Internet DRAFT - draft-weniger-manet-addressautoconf-ipv6

draft-weniger-manet-addressautoconf-ipv6









Mobile Ad Hoc Networking Working Group                        K. Weniger
INTERNET DRAFT                                             M. Zitterbart
22 February 2002                             Universitaet Karlsruhe (TH)


              IPv6 Stateless Address Autoconfiguration for
                  Hierarchical Mobile Ad Hoc Networks
           <draft-weniger-manet-addressautoconf-ipv6-00.txt>


Status of this Memo

   This document is an Internet-Draft and is in full conformance with
   all provisions of Section 10 of RFC2026.

   Internet Drafts are working documents of the Internet Engineering
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Abstract

   This document describes, how the IPv6 Stateless Address
   Autoconfiguration [1] can be applied to hierarchical mobile ad hoc
   networks. A hierarchical address space is build up to limit the
   protocol overhead needed for the Duplicate Address Detection (DAD)
   and to enable route aggregation for hierarchical routing protocols.
   Unique addresses are guaranteed, even if the network splits up and
   merges later on.

Contents

      1.  Introduction.............................................   2
      2.  Terminology..............................................   2
      3.  Limitations and Assumptions..............................   2
      4.  Protocol Overview........................................   3
      5.  Address Generation ......................................   3
      6.  Duplicate Address Detection..............................   4



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        6.3.  Random Source ID.....................................   4
        6.2.  Hop Limit............................................   4
        6.4.  Relay of DAD messages................................   4
      7.  Leader Election..........................................   5
      8.  Duplicate Subnet ID Detection............................   5
      9.  Network Partitioning.....................................   5
      10. Message Formats..........................................   6
        10.1  IPv6 Header..........................................   6
        10.2  MANET-option.........................................   7
      11. Security Considerations..................................   7
      References...................................................   7
      Author's  Address............................................   7
      Appendix A: Estimation of Protocol Overhead..................   8


1. Introduction

   Routing protocols assume network-wide unique node identifiers.
   Because mobile ad hoc networks are infrastructure-free, highly
   dynamic wireless networks, central administration or manual
   configuration of the IP stack is impractical. The Internet Protocol
   IPv6 defines mechanisms to autoconfigure interfaces of nodes in wired
   networks in a distributed manner.  This document specifies a method,
   how the IPv6 Stateless Address Autoconfiguration (SAA) and the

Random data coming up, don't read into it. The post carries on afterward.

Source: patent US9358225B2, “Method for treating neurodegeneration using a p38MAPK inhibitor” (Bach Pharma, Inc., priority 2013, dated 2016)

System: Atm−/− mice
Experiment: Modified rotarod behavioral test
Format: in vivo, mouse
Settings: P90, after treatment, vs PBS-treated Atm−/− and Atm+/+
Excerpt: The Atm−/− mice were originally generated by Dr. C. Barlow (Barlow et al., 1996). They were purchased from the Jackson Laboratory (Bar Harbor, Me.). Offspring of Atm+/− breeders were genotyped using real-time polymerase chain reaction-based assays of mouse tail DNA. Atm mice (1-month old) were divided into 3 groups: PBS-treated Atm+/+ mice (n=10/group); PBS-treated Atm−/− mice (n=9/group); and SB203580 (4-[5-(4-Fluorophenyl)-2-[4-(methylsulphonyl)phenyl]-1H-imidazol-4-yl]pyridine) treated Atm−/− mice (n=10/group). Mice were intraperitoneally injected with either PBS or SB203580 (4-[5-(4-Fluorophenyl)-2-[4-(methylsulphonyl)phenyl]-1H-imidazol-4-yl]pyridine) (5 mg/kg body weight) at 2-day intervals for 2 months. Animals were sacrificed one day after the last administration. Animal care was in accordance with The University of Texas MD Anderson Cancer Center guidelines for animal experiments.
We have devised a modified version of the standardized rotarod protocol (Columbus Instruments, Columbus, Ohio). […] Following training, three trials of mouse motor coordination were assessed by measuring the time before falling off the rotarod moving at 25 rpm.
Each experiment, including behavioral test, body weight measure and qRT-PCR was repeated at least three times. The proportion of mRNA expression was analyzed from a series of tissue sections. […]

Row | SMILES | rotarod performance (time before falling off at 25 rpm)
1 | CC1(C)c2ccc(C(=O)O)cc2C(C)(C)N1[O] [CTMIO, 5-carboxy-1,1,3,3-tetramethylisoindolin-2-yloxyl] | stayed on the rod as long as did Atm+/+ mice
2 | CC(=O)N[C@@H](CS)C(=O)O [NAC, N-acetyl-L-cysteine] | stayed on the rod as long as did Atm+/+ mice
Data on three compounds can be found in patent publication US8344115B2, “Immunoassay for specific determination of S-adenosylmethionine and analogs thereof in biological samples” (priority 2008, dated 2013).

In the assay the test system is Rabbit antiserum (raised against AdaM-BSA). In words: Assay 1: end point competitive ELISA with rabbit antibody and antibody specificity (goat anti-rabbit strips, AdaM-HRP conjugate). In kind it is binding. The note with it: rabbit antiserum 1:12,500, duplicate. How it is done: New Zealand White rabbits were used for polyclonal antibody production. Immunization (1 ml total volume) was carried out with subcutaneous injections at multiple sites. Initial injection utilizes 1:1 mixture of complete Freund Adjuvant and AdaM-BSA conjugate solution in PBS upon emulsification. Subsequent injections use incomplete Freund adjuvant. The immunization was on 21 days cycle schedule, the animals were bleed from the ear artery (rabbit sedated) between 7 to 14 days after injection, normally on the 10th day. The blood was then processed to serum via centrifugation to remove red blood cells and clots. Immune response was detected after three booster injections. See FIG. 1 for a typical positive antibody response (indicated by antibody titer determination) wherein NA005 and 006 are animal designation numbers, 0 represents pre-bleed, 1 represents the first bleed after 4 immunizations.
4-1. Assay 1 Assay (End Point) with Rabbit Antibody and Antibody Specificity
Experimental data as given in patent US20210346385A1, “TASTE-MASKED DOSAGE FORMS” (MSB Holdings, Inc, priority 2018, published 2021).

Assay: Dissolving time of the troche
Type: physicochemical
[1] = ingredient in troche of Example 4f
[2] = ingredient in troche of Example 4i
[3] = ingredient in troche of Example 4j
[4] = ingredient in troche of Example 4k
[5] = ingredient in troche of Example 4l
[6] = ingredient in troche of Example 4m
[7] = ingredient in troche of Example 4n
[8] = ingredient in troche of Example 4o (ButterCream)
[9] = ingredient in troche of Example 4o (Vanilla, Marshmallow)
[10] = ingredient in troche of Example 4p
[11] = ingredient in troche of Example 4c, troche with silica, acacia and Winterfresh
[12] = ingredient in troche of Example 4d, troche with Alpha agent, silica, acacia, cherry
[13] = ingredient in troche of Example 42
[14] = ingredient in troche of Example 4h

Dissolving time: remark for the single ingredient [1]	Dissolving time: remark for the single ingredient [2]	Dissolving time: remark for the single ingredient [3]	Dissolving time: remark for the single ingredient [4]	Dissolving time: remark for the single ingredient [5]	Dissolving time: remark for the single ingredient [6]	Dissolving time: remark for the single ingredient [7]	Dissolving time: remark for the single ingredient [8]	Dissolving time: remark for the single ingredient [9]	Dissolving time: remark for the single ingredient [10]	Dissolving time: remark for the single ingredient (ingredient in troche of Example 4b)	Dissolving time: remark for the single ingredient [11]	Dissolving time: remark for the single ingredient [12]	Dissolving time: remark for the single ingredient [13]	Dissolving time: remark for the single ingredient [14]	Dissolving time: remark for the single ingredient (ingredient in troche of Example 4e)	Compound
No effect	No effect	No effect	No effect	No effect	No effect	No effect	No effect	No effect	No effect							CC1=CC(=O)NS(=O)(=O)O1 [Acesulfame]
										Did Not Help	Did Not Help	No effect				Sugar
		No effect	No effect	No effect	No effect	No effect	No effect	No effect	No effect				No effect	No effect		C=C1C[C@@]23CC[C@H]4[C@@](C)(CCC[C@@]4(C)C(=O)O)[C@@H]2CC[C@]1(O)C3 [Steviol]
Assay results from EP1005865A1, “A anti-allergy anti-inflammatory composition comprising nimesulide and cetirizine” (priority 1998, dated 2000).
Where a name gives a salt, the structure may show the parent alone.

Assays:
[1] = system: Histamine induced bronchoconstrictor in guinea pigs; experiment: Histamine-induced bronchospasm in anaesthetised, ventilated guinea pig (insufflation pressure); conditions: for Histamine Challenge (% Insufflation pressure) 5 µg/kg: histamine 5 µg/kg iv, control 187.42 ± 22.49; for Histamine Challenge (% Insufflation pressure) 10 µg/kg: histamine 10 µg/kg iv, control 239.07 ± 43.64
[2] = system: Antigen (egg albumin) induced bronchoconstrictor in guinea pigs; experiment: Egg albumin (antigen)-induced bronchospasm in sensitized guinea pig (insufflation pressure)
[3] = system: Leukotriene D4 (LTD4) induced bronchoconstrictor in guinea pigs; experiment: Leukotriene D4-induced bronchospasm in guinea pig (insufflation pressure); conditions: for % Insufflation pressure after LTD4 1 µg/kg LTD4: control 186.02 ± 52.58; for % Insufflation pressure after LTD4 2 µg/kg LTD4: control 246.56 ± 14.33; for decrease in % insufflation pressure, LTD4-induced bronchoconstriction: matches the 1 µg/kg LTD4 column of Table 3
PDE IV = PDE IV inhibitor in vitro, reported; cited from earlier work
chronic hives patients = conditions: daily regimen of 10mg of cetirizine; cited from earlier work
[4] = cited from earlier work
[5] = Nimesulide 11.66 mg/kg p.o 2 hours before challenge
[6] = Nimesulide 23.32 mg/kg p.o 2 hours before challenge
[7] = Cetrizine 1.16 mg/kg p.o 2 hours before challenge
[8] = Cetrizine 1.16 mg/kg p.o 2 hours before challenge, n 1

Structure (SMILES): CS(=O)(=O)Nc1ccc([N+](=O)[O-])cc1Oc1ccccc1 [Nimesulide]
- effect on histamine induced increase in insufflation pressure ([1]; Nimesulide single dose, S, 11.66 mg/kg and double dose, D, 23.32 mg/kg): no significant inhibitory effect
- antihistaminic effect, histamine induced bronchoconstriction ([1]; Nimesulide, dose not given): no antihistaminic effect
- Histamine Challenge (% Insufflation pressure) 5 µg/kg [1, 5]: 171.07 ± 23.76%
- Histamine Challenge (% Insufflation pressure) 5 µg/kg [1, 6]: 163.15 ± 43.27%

Neighbor Discovery Protocol (NDP) can be applied to mobile ad hoc
   networks. The protocol overhead is limited due to a hierarchical
   approach. The resulting hierarchical address space can be used by
   routing protocols for route aggregation. Most notably, this approach
   guarantees to detect all duplicate addresses within a limited time,
   even if the network splits up and merges later on.


2. Terminology

   The key words "MUST", "MUST NOT", "REQUIRED", "SHALL", "SHALL NOT",
   "SHOULD", "SHOULD NOT", "RECOMMENDED", "MAY", and "OPTIONAL" in this
   document are to be interpreted as described in "Key words for use in
   RFCs to Indicate Requirement Levels" [RFC 2119].

   A leader node is the center of a subnet and sends Router Announcement
   (RA) messages. The scope of a node is an area of r hops around this
   node. Furthermore, the terminology of [1], [2] and [3] are used.


3. Limitations and Assumptions

   The assignment of global routable addresses is outside the scope of
   this document. The hierarchical addresses can only be used for



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   communication within the ad hoc network. Due to the hierarchy, the
   address changes if a node changes the subnet. This situation can lead
   to the interruption of TCP-sessions and has to be handled by routing
   or mobility protocols. This is outside the scope of this document.
   Furthermore, it is assumed that the nodes do not necessarily have any
   kind of guaranteed unique interface identifier. This assumption is
   especially true for networks with devices, which do not own IEEE
   802.x MAC-addresses (even they are not guaranteed to be unique).  It
   is assumed, that an interface knows that it is in MANET operation
   and, subsequently, when to use this modified version of IPv6 SAA.


4. Protocol Overview

   First, a node generates a link-local address as described in [1].
   After that, the Duplicate Address Detection (DAD) is performed. The
   node broadcasts a modified Neighbor Solicitation (NS) message [2]
   extended by the so-called MANET-option. This message will be flooded
   within a limited area, the so-called scope. A node, which has the
   same address replies with a Neighbor Advertisement (NA) message.
   Subsequently, the sender of the NS message chooses a new address and
   repeats the process. This guarantees the uniqueness of the addresses
   within each node's scope.

   An hierarchy is build by periodically sending these NS messages.
   Therefore, the MANET-option contains a weight that implies how well a
   node qualifies to be a leader node. This SHOULD include the number of
   neighbors, the degree of association with neighboring nodes and the
   remaining battery power of the node. The node with the highest weight
   within a scope becomes the leader node. This node sends Router
   Announcement (RA) containing a randomly chosen subnet ID. All nodes